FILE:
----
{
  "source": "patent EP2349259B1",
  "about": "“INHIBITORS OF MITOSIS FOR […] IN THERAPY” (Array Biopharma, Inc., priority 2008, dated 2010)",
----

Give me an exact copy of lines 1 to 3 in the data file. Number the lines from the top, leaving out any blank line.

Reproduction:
{
  "source": "patent EP2349259B1",
  "about": "“INHIBITORS OF MITOSIS FOR […] IN THERAPY” (Array Biopharma, Inc., priority 2008, dated 2010)",